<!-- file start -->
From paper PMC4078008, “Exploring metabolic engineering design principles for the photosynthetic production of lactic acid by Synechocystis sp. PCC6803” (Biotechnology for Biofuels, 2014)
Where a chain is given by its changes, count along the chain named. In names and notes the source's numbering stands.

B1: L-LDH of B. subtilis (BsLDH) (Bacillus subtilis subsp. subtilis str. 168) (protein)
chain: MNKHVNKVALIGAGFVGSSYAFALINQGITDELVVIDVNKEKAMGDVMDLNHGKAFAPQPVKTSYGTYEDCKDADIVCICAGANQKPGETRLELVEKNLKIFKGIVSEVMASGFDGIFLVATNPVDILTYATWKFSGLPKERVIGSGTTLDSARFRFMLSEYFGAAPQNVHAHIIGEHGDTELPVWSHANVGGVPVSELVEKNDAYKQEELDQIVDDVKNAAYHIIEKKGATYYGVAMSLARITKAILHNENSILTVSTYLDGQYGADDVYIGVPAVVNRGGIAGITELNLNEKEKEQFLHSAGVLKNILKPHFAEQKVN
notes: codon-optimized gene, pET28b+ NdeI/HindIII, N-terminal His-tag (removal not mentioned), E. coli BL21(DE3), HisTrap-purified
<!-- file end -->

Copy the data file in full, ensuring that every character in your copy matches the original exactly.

From paper PMC4078008, “Exploring metabolic engineering design principles for the photosynthetic production of lactic acid by Synechocystis sp. PCC6803” (Biotechnology for Biofuels, 2014)
Where a chain is given by its changes, count along the chain named. In names and notes the source's numbering stands.

B1: L-LDH of B. subtilis (BsLDH) (Bacillus subtilis subsp. subtilis str. 168) (protein)
chain: MNKHVNKVALIGAGFVGSSYAFALINQGITDELVVIDVNKEKAMGDVMDLNHGKAFAPQPVKTSYGTYEDCKDADIVCICAGANQKPGETRLELVEKNLKIFKGIVSEVMASGFDGIFLVATNPVDILTYATWKFSGLPKERVIGSGTTLDSARFRFMLSEYFGAAPQNVHAHIIGEHGDTELPVWSHANVGGVPVSELVEKNDAYKQEELDQIVDDVKNAAYHIIEKKGATYYGVAMSLARITKAILHNENSILTVSTYLDGQYGADDVYIGVPAVVNRGGIAGITELNLNEKEKEQFLHSAGVLKNILKPHFAEQKVN
notes: codon-optimized gene, pET28b+ NdeI/HindIII, N-terminal His-tag (removal not mentioned), E. coli BL21(DE3), HisTrap-purified